Does Right to Privacy improve our everyday life and problems? – Things you must know

The Supreme Court in a historic fall out of the nine-judge bench judgment declared Right to Privacy to be a fundamental right. They recognised it as intrinsic to life and liberty and an essential right protected by Part III of the Constitution, under which an ordinary man can now directly approach the Supreme Court and the High Courts for violation of his fundamental right under the Constitution regardless of him/her being a citizen or not (Article 32 and 226) to get justice.

By ensuring privacy to be an immanent attribute of each and every fundamental right in part 3 of the Indian Constitution, the SC has made privacy an important element of other fundamental freedoms as mentioned above which includes right to equality, free speech and expression, religion and a myriad other important fundamental rights essential for a dignified existence subject to reasonable restrictions of public health, morality and order.

But the recent amendment is just theoretical in the current establishment, it for sure has removed the roadblocks created by MP Sharma and Kharak Singh trials but the life of common man remains unchanged.

Privacy did open Pandora’s box of possibilities and new freedoms can grow under it.

Bursting a common myth, the judgment does not fall in accordance to the Aadhar trial but does have a significant impact on it, which will be questioned the validity of Aadhaar scheme and adds to the opposition’s arguments. This does not prove Aadhaar to be invalid. With that, Soli Sorabjee while talking to The Economic Times said, “You cannot make a blanket and categorical statement that Aadhaar will be banned or is unconstitutional. No Fundamental Right is absolute. It is always subject to reasonable restrictions.”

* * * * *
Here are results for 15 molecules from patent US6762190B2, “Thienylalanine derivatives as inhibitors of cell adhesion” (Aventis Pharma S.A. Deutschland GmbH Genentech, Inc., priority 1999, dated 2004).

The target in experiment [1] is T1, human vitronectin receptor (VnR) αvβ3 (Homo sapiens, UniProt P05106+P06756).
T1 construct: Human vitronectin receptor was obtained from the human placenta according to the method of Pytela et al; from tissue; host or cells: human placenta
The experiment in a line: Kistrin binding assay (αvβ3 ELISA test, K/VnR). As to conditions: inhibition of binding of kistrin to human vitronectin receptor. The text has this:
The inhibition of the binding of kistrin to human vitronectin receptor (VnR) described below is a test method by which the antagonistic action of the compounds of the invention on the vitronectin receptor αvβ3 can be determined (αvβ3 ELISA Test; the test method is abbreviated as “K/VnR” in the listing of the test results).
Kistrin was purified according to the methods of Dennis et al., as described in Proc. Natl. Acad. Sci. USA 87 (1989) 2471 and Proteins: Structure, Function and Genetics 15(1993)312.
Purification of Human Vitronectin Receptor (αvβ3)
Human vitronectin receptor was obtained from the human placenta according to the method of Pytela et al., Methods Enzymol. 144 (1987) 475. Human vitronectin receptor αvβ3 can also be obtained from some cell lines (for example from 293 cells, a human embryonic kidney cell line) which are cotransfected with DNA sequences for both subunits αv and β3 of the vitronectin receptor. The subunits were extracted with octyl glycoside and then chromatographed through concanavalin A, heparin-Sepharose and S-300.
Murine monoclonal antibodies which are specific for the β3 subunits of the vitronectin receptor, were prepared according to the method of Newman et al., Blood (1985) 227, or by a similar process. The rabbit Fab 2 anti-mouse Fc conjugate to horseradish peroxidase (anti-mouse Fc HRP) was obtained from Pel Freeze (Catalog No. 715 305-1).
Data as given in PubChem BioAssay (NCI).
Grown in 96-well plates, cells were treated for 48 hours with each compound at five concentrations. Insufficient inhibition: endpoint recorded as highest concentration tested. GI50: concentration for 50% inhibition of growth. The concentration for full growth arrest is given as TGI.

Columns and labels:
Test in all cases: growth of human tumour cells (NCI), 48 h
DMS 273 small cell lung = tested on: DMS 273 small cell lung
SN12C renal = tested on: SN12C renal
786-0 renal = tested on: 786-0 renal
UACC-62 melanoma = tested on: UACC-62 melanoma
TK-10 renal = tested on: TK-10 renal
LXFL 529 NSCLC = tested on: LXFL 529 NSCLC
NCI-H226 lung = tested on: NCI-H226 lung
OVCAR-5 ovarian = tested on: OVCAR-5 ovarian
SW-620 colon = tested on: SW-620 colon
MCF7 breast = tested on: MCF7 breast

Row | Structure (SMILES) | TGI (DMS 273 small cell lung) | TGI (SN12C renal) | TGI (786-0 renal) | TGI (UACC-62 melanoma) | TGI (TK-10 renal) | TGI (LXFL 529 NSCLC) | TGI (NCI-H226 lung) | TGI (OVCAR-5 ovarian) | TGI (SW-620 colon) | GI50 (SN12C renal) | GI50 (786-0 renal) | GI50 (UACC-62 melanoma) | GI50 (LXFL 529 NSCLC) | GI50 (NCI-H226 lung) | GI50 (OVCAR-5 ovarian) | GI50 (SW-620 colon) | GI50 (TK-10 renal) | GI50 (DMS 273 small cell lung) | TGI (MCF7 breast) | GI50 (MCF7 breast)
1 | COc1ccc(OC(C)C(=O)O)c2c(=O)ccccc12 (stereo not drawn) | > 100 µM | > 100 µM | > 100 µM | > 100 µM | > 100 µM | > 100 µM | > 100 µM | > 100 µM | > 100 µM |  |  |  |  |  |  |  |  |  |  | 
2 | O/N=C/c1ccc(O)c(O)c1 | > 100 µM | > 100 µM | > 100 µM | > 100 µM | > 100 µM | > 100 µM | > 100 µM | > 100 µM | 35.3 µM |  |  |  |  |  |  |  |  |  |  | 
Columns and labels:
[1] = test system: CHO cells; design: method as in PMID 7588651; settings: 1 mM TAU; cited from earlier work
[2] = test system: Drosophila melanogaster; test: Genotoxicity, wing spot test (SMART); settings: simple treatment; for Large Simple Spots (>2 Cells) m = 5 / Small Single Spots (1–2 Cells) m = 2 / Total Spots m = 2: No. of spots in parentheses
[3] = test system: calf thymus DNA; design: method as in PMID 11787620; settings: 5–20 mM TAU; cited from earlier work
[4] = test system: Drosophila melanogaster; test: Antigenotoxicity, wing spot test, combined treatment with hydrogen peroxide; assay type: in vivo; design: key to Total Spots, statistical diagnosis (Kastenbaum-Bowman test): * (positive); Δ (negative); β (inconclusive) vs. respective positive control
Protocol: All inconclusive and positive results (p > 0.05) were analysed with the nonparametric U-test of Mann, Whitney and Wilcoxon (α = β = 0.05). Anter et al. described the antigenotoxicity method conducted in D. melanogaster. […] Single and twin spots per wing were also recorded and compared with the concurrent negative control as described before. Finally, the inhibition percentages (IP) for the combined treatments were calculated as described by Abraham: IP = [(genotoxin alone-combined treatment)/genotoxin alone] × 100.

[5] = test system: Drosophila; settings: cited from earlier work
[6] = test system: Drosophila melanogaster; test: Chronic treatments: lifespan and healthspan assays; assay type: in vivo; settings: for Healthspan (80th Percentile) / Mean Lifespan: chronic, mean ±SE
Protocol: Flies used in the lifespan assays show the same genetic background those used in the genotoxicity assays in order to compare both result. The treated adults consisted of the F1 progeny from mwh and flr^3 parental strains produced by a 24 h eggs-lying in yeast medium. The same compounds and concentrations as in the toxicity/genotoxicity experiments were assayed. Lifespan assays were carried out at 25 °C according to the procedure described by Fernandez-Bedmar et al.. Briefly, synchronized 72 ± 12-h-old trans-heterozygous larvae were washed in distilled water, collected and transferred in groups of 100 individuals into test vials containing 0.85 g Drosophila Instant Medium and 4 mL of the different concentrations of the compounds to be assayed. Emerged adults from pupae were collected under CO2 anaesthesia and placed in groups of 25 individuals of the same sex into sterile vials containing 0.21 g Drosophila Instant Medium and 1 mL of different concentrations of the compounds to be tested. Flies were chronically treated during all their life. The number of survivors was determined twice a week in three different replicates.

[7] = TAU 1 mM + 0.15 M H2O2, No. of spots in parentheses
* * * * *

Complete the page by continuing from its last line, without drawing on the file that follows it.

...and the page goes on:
The ruling paved a way for decriminalization for homosexuality and LGBT rights in particular. Justice Chandrachud in his judgment (in which he was joined by Justices RK Agrawal and S Abdul Nazeer, and CJI JS Khehar) said that they disagreed with the manner with which the Koushal case dealt with the privacy-dignity based claims of LGBT people. The court said, “

Their rights are not “so-called” but are real rights founded on sound constitutional doctrine. They inhere in the right to life. They dwell in privacy and dignity. They constitute the essence of liberty and freedom. Sexual orientation is an essential component of identity. Equal protection demands protection of the identity of every individual without discrimination

By declaring privacy protected under the Constitution, the court has given power to the common man against unreasonable state intrusions and provides data protection in the digital age. The court expressed in the judgment expressed its concerns on the citizen’s personal data being used for commercial purposes. “I don’t want the State to pass on my personal information to some 2000 service providers who will send me WhatsApp messages offering cosmetics and air conditioners… That is our area of concern. Personal details turn into vital commercial information for private service providers,” Justice D.Y. Chandrachud once mentioned.

The speculation is that the judgment can also have an effect on the legality of marital rape. Arguments on the constitutionality of marital rape will be heard on Monday in the Delhi High Court. According to Karuna Nundy, an advocate in the Supreme Court, the recognition of the Right to Privacy should bolster the arguments for a woman’s right to bodily integrity.

With the judgment providing a plethora of options what’s to be noted is whether the government will be able to make the most of it for us, common man’s benefit!

-Inputs from IANS

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